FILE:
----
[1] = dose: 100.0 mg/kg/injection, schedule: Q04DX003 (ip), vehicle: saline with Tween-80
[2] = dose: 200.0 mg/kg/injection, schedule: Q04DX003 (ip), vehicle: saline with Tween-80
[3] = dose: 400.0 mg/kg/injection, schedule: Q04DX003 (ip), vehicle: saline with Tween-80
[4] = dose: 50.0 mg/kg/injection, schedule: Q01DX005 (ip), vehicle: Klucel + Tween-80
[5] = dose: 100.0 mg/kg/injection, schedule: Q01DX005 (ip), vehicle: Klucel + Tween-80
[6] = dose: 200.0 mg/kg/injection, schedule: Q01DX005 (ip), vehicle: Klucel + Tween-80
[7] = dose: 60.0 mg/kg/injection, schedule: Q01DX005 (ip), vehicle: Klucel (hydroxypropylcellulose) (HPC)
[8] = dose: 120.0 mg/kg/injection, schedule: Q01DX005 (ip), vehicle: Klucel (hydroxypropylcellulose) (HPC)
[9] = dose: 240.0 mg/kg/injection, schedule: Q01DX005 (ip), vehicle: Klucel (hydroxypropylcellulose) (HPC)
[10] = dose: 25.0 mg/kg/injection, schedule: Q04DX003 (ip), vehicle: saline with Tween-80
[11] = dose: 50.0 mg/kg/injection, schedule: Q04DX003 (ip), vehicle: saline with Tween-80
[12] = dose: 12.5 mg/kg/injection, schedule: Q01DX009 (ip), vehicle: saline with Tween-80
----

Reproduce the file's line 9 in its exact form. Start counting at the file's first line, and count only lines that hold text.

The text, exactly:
[9] = dose: 240.0 mg/kg/injection, schedule: Q01DX005 (ip), vehicle: Klucel (hydroxypropylcellulose) (HPC)